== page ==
### 1.1. SARS-CoV-2 in human wastewater

We focus on a third unusual property: SARS-CoV-2 not only attacks human lungs, but it can also reside and present symptoms in other parts of the body, including the human digestive track and particularly the intestines [4]. As a result, the SARS-CoV-2 virus and/or related genetic remnants (viral RNA—ribonucleic acid) often appear in the fecal matter of COVID-19 patients. These genetic materials, excreted in stool, positively affirm that the patient is infected with COVID-19. About 50 per cent of COVID-19 patients present such in-stool markers [5, 6].

Since human waste is flushed down the toilet, any included genetic markers and/or chemicals are detectable in raw sewage. Much of the health condition of the human body can be determined by analyses of sewage, leveraging an emerging field called “Wastewater-Based Epidemiology” (WBE) [7]. Recent research [8] has asserted that detailed analysis of a community’s sewage flowing into its sewage treatment plant (STP) can now theoretically detect the presence of virus remnants emanating from just one infected person in a contributing population of up to 2,000,000. The potential sensitivity of large city sewage testing is remarkably high.

Testing for COVID-19 is vital for adjusting public policies related to its control. But testing each human in a population is a time-consuming, expensive, arduous and often impossible task. Sewage testing is relatively inexpensive and can track accurately the movements up and down of COVID-19 prevalence in a community. A Parisian study [9] suggests that a population newly experiencing a rise in COVID-19 infections will exhibit that rise in excreted virus-containing stool about one week before showing visible symptoms of infection. Timely sewage testing may provide a One-Week (approximately) Early Warning System of population infection. While testing sewage is not the same as testing individuals, it is fast, inexpensive and informative to public decision makers.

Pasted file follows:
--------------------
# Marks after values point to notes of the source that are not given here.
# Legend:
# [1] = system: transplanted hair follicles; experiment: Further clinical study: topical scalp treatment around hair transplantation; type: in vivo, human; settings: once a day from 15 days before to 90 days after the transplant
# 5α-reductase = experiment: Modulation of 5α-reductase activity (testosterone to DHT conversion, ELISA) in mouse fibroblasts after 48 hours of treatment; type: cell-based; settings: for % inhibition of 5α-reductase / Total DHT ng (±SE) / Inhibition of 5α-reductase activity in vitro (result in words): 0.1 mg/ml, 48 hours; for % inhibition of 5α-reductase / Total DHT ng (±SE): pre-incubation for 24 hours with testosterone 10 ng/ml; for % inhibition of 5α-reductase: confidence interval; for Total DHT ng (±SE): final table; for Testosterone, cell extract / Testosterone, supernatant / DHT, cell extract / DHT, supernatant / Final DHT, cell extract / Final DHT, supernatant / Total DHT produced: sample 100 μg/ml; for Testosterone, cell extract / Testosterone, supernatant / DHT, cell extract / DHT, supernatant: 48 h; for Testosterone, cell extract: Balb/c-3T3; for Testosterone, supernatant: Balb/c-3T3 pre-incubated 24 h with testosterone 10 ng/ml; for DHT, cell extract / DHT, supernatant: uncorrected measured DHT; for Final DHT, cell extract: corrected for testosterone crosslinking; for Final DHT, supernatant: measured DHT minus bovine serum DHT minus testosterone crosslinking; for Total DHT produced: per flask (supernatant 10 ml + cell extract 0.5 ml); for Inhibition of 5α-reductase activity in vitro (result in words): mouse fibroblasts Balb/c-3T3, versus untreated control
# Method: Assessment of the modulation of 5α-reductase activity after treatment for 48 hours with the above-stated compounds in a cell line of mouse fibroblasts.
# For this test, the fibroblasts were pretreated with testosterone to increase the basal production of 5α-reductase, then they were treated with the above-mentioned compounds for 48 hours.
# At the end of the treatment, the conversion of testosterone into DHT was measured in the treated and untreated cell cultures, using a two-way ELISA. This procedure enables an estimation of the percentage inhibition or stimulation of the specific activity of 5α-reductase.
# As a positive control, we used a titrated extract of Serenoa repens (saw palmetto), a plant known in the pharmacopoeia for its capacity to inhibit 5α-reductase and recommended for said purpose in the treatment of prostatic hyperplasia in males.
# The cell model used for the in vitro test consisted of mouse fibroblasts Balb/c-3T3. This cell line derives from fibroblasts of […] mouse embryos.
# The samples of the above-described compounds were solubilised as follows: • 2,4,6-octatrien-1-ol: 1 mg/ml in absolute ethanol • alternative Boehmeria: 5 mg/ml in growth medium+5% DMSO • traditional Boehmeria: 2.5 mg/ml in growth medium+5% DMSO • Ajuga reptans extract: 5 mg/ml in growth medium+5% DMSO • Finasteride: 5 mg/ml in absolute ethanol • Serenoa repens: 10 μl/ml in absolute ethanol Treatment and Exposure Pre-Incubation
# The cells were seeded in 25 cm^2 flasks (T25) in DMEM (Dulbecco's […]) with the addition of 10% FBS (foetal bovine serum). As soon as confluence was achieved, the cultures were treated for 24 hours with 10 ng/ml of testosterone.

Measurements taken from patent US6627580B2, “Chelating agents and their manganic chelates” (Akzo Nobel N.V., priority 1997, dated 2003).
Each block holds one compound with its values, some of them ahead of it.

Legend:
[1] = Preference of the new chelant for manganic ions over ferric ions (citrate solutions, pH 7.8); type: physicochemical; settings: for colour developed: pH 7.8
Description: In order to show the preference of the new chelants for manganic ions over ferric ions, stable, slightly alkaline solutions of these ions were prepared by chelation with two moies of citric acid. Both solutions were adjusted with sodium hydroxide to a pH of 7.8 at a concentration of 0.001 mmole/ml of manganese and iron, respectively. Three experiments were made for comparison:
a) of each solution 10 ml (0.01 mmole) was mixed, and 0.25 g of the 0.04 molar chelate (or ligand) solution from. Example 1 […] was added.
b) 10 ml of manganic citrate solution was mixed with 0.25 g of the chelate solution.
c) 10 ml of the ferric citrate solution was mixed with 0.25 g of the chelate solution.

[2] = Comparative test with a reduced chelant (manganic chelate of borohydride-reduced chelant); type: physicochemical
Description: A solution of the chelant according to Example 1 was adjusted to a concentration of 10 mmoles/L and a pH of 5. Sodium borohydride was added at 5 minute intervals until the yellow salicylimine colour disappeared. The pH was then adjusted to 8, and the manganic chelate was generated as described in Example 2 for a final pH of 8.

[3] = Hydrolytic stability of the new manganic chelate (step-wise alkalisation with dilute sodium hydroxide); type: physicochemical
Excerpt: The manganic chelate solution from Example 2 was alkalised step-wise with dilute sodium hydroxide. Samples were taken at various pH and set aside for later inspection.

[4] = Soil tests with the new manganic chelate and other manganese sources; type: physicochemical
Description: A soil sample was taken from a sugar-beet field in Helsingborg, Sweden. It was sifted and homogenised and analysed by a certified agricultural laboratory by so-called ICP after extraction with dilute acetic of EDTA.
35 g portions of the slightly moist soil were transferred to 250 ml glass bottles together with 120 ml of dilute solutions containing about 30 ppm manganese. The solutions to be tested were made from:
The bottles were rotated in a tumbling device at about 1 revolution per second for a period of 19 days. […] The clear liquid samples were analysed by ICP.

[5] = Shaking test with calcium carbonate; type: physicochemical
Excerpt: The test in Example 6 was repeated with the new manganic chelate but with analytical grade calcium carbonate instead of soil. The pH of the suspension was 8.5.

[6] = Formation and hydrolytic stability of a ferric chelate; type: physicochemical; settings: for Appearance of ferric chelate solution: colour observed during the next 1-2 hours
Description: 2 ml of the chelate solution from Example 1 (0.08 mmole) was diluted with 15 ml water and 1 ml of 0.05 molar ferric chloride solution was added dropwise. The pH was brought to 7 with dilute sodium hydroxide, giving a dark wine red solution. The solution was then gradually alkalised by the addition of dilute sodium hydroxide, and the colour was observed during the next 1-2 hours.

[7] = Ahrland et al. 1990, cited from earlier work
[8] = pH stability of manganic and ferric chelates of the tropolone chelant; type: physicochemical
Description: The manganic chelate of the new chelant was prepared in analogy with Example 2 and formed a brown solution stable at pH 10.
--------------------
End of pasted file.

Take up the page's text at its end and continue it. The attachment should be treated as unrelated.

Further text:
### 1.2. Wastewater testing

Numerous sewage testing “proof-of-concept” projects have been recently reported. In addition to the aforementioned Parisian study [9], these include projects in Arizona [8], Montana [10], New Haven Conn. [11], Boston Massachusetts [12], Italy [13], the Netherlands [14] and many more. These reports demonstrate that the movements of viral loads in the sewage track well the movements up and down of known cases in the population, and often with a one-week early warning.

Analysis of wastewater in Italy has revealed the presence of SARS-CoV-2 in December, more than two months before known cases arose there [15]. Researchers at Italy’s National Institute of Health (ISS) reported that recent re-analysis revealed remnants of SARS-CoV-2 in the wastewater of Milan and Turin in December 2019. These findings point to the invaluable attribute of wastewater as an early warning system for impending SARS-CoV-2 community infection. Given such early warnings, tracing methods such as our Algorithm 2 could help identify regions within cities having the highest likelihood of serous outbreak. MIT spinoff Biobot claims to be “the first company in the world to commercialize data from sewage.” [16]. Biobot is now working with about 330 facilities in 40 states, returning analyses of sewage samples sent to them.